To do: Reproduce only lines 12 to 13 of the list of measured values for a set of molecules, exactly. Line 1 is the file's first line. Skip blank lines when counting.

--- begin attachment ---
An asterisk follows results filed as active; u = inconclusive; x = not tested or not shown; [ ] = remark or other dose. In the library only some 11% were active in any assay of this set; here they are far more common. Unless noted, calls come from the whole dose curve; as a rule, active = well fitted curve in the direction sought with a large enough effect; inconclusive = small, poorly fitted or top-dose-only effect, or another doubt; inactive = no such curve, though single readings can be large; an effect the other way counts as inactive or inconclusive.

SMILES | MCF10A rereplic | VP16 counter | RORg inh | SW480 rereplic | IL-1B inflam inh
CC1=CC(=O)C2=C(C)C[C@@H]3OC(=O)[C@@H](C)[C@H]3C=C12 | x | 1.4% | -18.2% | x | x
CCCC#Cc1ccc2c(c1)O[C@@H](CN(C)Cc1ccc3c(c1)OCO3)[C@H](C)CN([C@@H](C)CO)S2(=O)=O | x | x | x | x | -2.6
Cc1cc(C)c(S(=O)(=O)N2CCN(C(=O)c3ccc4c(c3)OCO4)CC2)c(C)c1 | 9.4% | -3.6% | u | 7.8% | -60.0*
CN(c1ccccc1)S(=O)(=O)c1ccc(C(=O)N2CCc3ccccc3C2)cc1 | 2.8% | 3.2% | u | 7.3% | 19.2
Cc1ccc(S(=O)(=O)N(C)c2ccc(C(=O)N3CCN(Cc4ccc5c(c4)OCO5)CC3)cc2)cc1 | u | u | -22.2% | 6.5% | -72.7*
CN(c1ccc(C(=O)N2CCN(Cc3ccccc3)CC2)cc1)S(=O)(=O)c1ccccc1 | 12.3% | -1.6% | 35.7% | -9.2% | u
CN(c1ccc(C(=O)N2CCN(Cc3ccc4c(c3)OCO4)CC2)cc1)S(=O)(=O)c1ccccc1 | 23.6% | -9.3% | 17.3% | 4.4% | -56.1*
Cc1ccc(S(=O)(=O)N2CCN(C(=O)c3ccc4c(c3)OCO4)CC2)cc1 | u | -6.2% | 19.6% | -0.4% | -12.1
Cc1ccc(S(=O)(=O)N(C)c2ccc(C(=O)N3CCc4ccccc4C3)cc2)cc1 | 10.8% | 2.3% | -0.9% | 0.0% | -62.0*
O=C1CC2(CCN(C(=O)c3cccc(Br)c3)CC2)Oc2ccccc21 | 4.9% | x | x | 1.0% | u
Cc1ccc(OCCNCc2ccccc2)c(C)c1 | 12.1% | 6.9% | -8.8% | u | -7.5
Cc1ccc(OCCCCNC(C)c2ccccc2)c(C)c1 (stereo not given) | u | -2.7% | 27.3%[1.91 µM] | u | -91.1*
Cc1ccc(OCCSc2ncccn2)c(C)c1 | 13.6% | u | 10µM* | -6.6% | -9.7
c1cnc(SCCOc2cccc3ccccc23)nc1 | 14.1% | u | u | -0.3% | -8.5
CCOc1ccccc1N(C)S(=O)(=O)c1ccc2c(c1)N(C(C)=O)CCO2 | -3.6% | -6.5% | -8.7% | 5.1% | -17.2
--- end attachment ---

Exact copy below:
O=C1CC2(CCN(C(=O)c3cccc(Br)c3)CC2)Oc2ccccc21 | 4.9% | x | x | 1.0% | u
Cc1ccc(OCCNCc2ccccc2)c(C)c1 | 12.1% | 6.9% | -8.8% | u | -7.5